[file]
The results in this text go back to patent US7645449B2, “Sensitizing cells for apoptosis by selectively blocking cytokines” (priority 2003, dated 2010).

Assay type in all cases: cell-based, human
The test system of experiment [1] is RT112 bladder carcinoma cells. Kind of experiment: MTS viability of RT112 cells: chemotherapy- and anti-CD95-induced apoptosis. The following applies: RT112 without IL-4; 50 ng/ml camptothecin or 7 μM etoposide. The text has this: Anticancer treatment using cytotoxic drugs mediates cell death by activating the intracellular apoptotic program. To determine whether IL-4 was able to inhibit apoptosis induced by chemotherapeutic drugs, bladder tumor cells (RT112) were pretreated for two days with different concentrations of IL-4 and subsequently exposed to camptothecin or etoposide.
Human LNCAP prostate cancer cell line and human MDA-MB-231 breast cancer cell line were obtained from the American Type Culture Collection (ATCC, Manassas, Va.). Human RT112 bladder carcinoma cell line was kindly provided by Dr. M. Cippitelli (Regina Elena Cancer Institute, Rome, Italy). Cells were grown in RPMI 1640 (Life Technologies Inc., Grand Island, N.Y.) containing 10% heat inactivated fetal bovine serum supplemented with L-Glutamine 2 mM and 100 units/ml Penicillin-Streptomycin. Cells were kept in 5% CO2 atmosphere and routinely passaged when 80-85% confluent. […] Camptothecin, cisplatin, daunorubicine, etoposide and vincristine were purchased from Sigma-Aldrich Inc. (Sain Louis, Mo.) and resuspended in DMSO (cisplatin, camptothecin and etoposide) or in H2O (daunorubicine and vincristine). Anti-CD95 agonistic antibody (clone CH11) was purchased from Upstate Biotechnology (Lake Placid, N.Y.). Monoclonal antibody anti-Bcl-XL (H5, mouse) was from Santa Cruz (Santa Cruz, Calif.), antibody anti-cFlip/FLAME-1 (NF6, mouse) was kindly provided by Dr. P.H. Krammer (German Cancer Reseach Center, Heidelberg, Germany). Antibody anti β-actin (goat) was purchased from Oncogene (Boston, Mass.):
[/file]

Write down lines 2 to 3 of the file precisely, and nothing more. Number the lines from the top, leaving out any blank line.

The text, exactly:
Assay type in all cases: cell-based, human
The test system of experiment [1] is RT112 bladder carcinoma cells. Kind of experiment: MTS viability of RT112 cells: chemotherapy- and anti-CD95-induced apoptosis. The following applies: RT112 without IL-4; 50 ng/ml camptothecin or 7 μM etoposide. The text has this: Anticancer treatment using cytotoxic drugs mediates cell death by activating the intracellular apoptotic program. To determine whether IL-4 was able to inhibit apoptosis induced by chemotherapeutic drugs, bladder tumor cells (RT112) were pretreated for two days with different concentrations of IL-4 and subsequently exposed to camptothecin or etoposide.